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Guvamatanga commends MEMFI for addressing bad-debt problem

African economies have become a slave to contigen liabilities, and there is need to create awareness of the scouge, and find solutions.

Addressing a Macroeconomic and Financial Management Institute of Eastern and Southern Africa (MEFMI) seminar in the capital Monday, Finance ministry secretary George Guvamatanga said the meeting could not have come at a better time as contigent liabilities were becoming a major item in sovereign balance sheets of most member states.

“The materialisation of contingent liabilities risks has direct adverse consequences on Government’s fiscal position.

“The fiscal cost is invisible until they are triggered, thus they represent a hidden subsidy, blur fiscal analysis and can drain Government financing by increasing debt service obligations,” he said.

“Given the low fiscal space in most developing countries, including the MEFMI region, this situation results in re-allocation of resources from capital and social projects towards debt service.

“In addition, contingent liabilities could also crowd out social expenditures on health and education, hence affecting Government’s inclusion programmes.”

Contingent liability essentially refers to a potential liability that may occur, depending on the outcome of an uncertain future event. It is recorded in the accounting records if the contingency is likely and the amount of the liability can be reasonably estimated.

MEFMI is a regionally owned institute currently with 14 member countries, including: Angola, Botswana, Burundi, Kenya, Lesotho, Malawi, Mozambique, Namibia, Rwanda, Swaziland, Tanzania, Uganda, Zambia and Zimbabwe.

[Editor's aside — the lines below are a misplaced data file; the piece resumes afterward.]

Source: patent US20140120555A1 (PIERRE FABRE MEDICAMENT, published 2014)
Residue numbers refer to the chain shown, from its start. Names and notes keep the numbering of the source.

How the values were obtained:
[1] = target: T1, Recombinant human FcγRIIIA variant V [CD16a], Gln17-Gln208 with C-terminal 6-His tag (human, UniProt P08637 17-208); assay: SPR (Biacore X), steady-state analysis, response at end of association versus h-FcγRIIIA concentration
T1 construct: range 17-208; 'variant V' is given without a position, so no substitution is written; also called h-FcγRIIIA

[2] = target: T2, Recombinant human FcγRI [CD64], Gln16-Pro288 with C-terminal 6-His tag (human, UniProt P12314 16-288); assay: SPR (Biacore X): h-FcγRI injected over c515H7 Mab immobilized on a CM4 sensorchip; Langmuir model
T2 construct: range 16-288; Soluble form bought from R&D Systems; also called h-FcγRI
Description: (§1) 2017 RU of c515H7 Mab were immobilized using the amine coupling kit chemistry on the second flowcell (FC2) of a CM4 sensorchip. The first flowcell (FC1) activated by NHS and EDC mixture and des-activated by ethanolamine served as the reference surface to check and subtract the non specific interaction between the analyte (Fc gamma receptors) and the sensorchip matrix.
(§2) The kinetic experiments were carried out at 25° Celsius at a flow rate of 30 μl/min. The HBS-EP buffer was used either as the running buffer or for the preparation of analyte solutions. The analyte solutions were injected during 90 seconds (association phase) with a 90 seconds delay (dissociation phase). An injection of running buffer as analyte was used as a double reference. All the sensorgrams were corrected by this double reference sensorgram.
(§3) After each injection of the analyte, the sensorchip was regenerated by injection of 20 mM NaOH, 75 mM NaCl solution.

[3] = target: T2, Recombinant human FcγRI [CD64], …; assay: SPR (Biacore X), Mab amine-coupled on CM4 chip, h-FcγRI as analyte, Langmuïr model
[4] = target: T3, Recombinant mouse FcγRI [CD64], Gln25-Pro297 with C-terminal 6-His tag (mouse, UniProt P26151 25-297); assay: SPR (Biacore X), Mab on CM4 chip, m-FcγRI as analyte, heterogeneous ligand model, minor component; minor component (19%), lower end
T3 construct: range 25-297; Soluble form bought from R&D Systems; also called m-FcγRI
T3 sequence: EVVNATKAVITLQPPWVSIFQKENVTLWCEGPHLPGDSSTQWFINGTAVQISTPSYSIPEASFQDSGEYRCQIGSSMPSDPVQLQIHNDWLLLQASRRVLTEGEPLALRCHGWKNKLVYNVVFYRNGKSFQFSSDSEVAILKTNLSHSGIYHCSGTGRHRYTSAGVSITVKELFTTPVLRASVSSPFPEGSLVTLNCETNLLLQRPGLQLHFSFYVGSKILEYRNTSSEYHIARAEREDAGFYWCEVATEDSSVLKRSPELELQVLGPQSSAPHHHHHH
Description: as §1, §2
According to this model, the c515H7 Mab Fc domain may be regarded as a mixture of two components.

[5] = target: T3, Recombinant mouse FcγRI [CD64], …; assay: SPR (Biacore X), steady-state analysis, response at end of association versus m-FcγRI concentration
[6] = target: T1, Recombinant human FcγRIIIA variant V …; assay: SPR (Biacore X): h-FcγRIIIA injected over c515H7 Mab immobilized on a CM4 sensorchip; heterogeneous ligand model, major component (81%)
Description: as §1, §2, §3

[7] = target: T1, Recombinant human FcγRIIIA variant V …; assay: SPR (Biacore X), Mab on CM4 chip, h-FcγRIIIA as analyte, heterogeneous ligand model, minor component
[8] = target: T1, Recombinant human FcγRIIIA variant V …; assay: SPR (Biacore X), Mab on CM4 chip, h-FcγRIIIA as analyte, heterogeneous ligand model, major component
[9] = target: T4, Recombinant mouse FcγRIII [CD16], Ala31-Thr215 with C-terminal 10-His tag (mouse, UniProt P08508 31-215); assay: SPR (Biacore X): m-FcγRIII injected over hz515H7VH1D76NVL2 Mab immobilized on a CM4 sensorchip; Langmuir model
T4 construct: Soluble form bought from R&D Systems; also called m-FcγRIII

Mr Guvamatanga decried the death of skiled personnel in most member stes, who staff their debt management departments with economisyts instead of qualified accouintats and debt analysts.

“As a result of this shortage of the necessary skills-set, negotiations for deals or loans are badly negotiated giving Treasury long-term accounting problems,” he said.

“A critical problem is inadequate legal coverage of contingent liabilities. In most cases it is limited to some aspects of explicit contingent liabilities for example loan guarantees.

“I will tell you why we always have inadequate legal coverage because these transactions and deals are sometimes negotiated by people without the necessary skills.

“You actually find instances where delegations of very high level, Government officials, including Ministers travelling on various reasons and come backwith transactions poorly negotiated,” said Mr Guvamatanga.

 “At the debt resource you are now placed in a situation where you can see that this transaction does not work, but it has already been negotiated and agreed at senior levels and you have no choice but to try and work with it. In most instances, we all know what follows, the contingency liabilities always materialise.”

In view of the dynamic debt management landscape, experts say it is important for debt managers, especially in the public sector, to stay abreast with pertinent developments in macroeconomic and financial management, including public debt management.


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